Did you know that a single car emits about 4.6 tons of carbon dioxide every year? That’s right, your commute is causing damage to the environment.

Most of us have no choice but to commute to and from school and work, but you might be able to find a more sustainable way to do it without shelling out for a new electric car.

Read on to learn all about a few sustainable transportation options.

Biking or Walking

This is by far the most sustainable transportation option that you have. It’s not a good option for everyone, but as long as you live in a walkable or cyclist-friendly town or city, it will shrink your carbon footprint by a large margin.

When you walk or ride a bike, you’re completely removing your dependence on fossil fuels. You’re also doing something great for your body! Walking or biking to work or school means that you’ll always start and end your day with exercise.

If you feel like your commute is too long to walk or ride a normal bike, consider an electric scooter or bike (like these). You will still rely somewhat on fossil fuels for the electricity that you use to power your new mode of transportation, but it won’t be anywhere close to the impact of gas or even electric vehicles.

Your city might even have a bike-share system (that may include electric bikes).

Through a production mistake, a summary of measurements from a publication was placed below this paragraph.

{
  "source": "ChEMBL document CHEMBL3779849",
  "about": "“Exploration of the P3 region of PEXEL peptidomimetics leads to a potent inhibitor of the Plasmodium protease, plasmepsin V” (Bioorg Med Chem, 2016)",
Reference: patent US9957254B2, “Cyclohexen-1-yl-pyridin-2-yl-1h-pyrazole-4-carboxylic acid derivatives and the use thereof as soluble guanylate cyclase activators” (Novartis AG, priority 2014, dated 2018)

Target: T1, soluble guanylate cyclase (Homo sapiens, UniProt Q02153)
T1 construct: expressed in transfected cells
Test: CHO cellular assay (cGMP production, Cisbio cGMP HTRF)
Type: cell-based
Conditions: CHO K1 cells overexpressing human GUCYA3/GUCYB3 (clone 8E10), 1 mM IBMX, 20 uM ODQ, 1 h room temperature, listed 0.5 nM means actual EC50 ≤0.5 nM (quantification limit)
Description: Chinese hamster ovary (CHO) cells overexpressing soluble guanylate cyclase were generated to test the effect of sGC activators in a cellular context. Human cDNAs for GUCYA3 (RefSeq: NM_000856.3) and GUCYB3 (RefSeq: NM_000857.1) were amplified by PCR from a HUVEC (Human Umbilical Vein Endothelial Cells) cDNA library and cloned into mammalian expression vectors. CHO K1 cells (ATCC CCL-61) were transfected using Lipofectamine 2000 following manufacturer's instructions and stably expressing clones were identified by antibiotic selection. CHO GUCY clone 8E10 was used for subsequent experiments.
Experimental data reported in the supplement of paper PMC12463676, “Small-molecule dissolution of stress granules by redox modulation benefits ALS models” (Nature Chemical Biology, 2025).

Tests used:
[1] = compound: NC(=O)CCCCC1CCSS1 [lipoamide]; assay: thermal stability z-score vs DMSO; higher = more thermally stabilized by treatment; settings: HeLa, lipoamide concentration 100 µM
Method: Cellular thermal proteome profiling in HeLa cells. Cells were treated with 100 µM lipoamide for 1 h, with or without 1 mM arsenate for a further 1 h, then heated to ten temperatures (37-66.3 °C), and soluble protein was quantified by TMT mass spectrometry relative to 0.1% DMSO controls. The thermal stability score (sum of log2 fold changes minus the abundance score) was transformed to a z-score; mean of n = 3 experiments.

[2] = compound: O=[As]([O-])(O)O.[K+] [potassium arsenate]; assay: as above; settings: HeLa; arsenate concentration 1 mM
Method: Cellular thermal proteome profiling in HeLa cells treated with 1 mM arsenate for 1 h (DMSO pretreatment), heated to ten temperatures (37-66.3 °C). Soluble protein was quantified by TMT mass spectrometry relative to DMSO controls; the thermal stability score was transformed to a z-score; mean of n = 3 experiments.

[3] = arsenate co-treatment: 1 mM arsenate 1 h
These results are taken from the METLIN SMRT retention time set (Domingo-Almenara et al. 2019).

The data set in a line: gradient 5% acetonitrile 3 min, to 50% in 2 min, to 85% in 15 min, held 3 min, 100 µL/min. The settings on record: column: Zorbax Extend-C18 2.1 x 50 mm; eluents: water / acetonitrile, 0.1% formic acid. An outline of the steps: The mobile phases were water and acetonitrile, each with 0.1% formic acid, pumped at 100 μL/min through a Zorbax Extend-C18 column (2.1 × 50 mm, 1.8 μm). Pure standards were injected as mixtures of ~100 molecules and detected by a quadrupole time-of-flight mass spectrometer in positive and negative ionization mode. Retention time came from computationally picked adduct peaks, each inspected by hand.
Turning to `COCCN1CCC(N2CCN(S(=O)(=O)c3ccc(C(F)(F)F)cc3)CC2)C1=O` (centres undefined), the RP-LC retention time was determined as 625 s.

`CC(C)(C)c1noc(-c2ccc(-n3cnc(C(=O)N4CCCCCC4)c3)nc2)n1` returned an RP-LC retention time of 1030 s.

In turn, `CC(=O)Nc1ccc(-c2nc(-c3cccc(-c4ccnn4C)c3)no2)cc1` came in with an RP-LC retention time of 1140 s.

If your commute isn’t short or safe enough to walk or ride a bike, that’s okay. Many cities and towns aren’t safe for pedestrians, and you shouldn’t put yourself at risk.

Carpooling is a great option. While someone will still be driving a car, it’s far better than everyone driving separate cars. Fit as many people into a single carpool as possible.

Carpooling is great for students, coworkers, and friends attending events. If you have the option to ride together, do so!

Taking Public Transportation

Not all cities have viable public transport systems, but if yours does, this is a better option than carpooling and often a more accessible option than walking or riding a bike.

Trains and buses aren’t great for the environment (though efforts are being made to improve their negative impact), but because they hold so many people, they still make a drastic difference to the amount of damage that transportation can cause.

Even if a single bus only has 50 people on it during an entire day, that’s 50 cars that aren’t on the road.

Public transportation can also be more affordable than driving (and in some places, it’s free). With the high cost of gas, car insurance, and cars themselves, you may find that it’s the most financially viable option for you.

Which Sustainable Transportation Option Is Right for You?

In a world that’s so dependent on cars, finding good sustainable transportation options isn’t easy (especially if you don’t live in a major city or a walkable area). Remember that by opting for sustainable commuting choices, you’re doing your part to help the environment and slow down climate change.

Happy commuting!

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